The Earth stood unaware.

Silent and alone, a blue-green marble floating in the black. Across its surface teemed humanity and everything humanity brought; chaos and noise, movement and life. But out here, from far enough away, mankind’s machinations faded into irrelevance. Watched from afar, the Earth was peaceful.

A silent sphere swimming through an ocean of stars.

To the people who called it home, it was their everything. Most never looked beyond it, convinced without convincing that everything worth watching was already happening here – their neighbours, their nations, their needs; their enemies, their families, their dreams. Every fragment of their lives come and grown and gone on the world beneath their feet. Few looked beyond their homes. Few watched outside their lives.

And, so, few saw when it drew near.

The date by human time was July 6th, 1963.

And a wave of golden light was billowing towards the Earth.


Xin Jiang’s back ached. It always ached when he was digging, but this morning the ground seemed particularly cold. Maybe it was coincidence – maybe he was just getting old. Xin straightened, feeling the muscles crunch in his back. A calloused hand rested on the shovel, the other wiping sweat from his brow.

Strange. The morning had barely begun, but the sun shone unusually bright. He lifted his head, shielding his eyes with a hand – and then stopped, struck still. The sun was no brighter than usual. His field was the same as yesterday.

But above, the sky danced with golden light.


“This god damn council,” Nanette swore in French, striding through the halls towards the sound of crying. First the trees and now – floodlights? At this hour? What possible reason could there be, other than to deprive them all of sleep? Unbelievable. Even with the curtains tightly drawn, wisps of light seeped in around the edges.

“Pierre!” she shouted as she grew closer, the cries growing louder, “Pierre, where are you! Can’t you- can you talk to- just ridiculous,” she muttered under her breath, her bare feet flashing from underneath her silk nightgown. She glided into the nursery and swooped down over the crying bundle.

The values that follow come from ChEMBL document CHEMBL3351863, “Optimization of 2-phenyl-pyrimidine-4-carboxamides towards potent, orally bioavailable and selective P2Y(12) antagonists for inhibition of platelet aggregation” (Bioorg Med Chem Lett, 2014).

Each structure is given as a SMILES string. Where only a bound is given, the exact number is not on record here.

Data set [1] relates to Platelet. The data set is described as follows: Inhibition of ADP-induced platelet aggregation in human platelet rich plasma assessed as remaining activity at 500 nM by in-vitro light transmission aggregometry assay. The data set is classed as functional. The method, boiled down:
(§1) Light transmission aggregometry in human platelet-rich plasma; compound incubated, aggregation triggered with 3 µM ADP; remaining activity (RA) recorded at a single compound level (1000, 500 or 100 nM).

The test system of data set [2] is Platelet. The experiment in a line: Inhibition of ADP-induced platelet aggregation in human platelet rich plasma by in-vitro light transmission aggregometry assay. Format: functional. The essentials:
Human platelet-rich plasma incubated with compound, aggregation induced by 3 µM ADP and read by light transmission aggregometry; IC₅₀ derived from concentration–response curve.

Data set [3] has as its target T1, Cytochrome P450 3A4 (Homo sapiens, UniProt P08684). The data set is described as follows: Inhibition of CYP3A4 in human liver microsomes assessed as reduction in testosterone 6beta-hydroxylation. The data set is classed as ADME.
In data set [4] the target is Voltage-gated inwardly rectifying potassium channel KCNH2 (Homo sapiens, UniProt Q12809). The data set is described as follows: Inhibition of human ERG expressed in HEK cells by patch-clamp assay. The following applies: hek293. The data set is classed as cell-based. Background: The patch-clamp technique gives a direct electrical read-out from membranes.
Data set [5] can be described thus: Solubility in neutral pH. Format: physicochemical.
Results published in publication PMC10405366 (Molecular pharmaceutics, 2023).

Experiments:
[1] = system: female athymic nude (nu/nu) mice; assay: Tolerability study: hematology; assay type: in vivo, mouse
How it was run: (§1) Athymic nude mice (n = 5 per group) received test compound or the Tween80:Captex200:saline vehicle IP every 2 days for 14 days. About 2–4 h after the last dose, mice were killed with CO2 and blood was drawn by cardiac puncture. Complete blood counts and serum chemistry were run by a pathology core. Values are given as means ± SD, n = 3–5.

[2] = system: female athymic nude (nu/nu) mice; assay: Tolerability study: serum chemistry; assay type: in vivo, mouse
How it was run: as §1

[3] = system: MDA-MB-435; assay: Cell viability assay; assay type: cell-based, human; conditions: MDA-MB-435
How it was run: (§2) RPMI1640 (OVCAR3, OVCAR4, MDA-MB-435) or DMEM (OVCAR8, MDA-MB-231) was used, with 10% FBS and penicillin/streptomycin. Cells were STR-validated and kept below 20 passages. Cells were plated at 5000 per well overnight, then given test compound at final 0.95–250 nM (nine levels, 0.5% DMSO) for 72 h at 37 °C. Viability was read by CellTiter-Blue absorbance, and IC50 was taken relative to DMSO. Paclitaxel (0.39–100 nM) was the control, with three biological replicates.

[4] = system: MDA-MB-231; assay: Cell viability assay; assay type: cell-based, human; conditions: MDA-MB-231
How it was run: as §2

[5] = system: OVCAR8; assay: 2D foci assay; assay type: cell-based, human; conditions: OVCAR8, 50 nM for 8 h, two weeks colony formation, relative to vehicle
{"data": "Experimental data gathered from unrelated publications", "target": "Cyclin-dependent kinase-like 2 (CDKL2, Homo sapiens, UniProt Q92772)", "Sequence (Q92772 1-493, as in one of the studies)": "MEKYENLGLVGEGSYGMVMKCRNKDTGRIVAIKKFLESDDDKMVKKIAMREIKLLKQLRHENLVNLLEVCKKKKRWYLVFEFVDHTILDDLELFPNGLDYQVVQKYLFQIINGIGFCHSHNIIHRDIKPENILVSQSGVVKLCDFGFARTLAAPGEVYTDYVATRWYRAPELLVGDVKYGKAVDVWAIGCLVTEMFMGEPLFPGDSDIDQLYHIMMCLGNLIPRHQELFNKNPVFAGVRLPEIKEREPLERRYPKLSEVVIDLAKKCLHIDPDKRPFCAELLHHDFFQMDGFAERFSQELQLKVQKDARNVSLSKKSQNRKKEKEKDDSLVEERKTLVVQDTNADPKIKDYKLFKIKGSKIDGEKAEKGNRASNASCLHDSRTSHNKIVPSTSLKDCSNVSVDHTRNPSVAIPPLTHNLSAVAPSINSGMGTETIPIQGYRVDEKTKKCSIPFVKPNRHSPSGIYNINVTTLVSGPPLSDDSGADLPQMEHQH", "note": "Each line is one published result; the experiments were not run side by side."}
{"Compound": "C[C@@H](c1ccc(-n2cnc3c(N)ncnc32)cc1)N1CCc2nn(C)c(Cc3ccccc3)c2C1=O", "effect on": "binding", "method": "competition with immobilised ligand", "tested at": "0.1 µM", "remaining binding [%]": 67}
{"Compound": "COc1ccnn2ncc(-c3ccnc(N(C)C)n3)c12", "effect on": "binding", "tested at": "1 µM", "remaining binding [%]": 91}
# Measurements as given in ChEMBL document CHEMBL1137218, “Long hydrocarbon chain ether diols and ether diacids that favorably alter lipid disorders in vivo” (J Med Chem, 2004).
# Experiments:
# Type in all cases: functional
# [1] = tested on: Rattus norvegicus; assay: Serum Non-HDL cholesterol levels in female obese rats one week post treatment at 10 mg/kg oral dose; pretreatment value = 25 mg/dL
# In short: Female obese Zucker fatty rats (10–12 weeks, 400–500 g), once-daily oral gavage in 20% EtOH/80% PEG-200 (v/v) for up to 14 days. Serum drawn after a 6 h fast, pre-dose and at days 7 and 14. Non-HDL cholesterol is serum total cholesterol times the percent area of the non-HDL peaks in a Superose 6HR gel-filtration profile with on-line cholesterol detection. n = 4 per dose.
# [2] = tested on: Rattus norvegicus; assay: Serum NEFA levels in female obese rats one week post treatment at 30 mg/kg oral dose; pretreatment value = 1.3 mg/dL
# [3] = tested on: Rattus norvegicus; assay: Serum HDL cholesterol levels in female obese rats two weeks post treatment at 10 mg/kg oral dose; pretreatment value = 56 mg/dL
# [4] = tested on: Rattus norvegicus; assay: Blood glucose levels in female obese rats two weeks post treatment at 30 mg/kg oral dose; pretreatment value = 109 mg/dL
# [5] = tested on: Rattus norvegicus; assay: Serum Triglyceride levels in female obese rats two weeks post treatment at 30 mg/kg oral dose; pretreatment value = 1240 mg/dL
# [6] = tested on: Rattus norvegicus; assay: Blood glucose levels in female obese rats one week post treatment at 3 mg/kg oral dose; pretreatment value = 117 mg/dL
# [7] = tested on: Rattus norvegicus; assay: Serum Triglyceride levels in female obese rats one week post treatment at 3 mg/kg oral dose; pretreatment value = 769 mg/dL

“Yes, my darling, I know, I know, mummy’s here. I’m sorry, I’m sorry my baby, yes, you were trying to sleep.” She rocked the mewling Oriana against her shoulder, one hand pressed against her tiny head, hushing. “Sleep now my baby, sleep. Pierre?” she called, not as loud this time.

“Out here,” came the reply, and as she glanced around the nursery Nanette saw the window open and her half-dressed husband standing out on the balcony.

“Pierre, what on earth is going on?” she started, moving to join him – but the moment she saw the world beyond their apartment the words fell from her mouth. She stopped.

“Oh my love,” she whispered, and without knowing it she stepped beside him and their hands intertwined.

“It’s beautiful,” he murmured, “Oriana, look.” Nanette turned so the newborn’s eyes could face the shining city, so she could watch, as everyone around her was watching; watch, without understanding, as golden rippling waves illuminated the night sky.


“I know it’s everywhere, I don’t need to hear it’s everywhere, just tell me what the hell it is and who’s behind it.”

General McCulvic’s face was bright red and patches of sweat seeped through his white shirt at the armpits. The cigar that drooped from his mouth had gone out, but neither he nor anyone under his command seemed to have noticed.